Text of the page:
War of the Rebellion: Serial 103 Page 0747 CORRESPONDENCE, ETC.-UNION.

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H. sen off a feeble dispatches, of which a copy in inclosed,* which is no order at all. I am wiling that General Halleck should punish me all he is able to for my instrumentality in getting through the lieutenant-general bill, but I protest against his visiting his ill will toward me on a faithful officer who was in no way responsible for my action in that matters. Mrs. W. arrived here safely on Saturday night.

Truly, yours,

E. B. WASHBURNE,

WASHINGTON, D. C., February 20, 1865-p. m.

Major General G. H. THOMAS,

Eastport:

General Grant things that General Washburn should take General Dana's place at Memphis.

H. W. HALLECK,

Major-General and Chief of Staff.

HEADQUARTERS DEPARTMENT OF THE CUMBERLAND,

Johnsonville, February 20, 1865. (Received 11. 30 p. m.)

General H. W. HALLECK,

Chief of Staff:

If Major-General Washburn is ordered to report to me I will assign him to duty at Memphis. I understand he is now at Vicksburg.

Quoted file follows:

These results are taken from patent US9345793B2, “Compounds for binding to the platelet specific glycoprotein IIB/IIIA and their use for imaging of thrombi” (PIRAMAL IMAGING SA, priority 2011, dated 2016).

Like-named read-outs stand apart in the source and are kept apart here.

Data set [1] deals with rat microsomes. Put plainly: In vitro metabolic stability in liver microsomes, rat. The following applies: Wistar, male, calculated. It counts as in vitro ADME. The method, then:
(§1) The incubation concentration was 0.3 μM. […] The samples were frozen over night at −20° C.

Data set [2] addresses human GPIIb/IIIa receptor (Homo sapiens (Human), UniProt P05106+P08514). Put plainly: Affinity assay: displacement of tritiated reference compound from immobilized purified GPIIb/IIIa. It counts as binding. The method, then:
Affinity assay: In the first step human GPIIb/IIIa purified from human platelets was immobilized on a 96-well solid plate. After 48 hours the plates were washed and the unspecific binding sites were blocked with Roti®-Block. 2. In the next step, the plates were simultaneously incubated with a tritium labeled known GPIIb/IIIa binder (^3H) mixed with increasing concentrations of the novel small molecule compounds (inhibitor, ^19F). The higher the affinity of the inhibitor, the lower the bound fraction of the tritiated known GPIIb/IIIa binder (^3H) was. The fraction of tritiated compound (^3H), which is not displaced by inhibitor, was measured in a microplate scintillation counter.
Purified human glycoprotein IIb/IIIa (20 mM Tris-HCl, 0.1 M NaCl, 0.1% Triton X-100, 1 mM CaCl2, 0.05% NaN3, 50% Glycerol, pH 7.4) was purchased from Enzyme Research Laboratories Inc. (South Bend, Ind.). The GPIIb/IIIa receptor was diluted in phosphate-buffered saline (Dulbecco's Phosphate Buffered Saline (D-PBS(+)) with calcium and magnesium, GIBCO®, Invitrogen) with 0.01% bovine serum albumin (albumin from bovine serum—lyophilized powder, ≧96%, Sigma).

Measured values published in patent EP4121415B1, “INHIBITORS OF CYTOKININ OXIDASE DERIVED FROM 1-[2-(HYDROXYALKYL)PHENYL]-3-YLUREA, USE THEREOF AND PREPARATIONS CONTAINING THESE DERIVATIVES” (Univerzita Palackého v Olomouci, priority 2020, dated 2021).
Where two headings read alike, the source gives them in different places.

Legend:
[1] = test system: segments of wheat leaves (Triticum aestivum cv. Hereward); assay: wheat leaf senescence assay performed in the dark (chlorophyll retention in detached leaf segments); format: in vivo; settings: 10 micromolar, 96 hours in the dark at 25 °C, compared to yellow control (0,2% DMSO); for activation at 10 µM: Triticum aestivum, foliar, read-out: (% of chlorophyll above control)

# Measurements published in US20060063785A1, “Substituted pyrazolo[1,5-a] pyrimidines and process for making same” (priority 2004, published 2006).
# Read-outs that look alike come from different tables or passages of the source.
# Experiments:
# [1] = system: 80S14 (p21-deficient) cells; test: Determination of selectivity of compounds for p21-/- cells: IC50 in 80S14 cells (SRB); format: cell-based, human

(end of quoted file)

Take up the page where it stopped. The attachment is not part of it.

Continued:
GEO. H. THOMAS,

Major-General, Commanding.

QUARTERMASTER-GENERAL'S OFFICE,

Washington, D. C., February 20, 1865.

Honorable EDWIN M. STANTON,

Secretary of War, Washington, D. C.:

SIR: In accordance with the remarks in indorsement by the Quartermaster-General, dated February 1, 1865 (upon a report+ by the Lieutenant Colonel William Sinclair, assistant inspector-general, upon the destruction of property at Johnsville, referred to this by the War Department), to forward General Allen's report as soon as received, I have the honor herewith to inclose a copy of a report from Brigadier General Robert Allen, senior quartermaster, Valley of the Mississippi, relative to losses by destruction of Government property at Johnsville, Tenn., November 4, 1864. Lieutenant Colonel William Sinclair, in his report to the Inspector-General U. S. Army of January 7, 1865 state that telegraphic information was furnished Captain Henry Howland, assistant quartermaster at Johnsonville, of the capture and burning of steamers on the river in ample time for landing the property on the steam-boats and barges at Johnsonville, which, however, was not done; that the firing of the boats was premature, considering the force at Johnsonville and the very limited facilities of the rebels for crossing the river; that the boats could have been temporarily disabled instead of being destroyed, and that had the firing been deferred until a change of

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* See next, post.

+ See Vol. XXXIX, Part I, p. 860.

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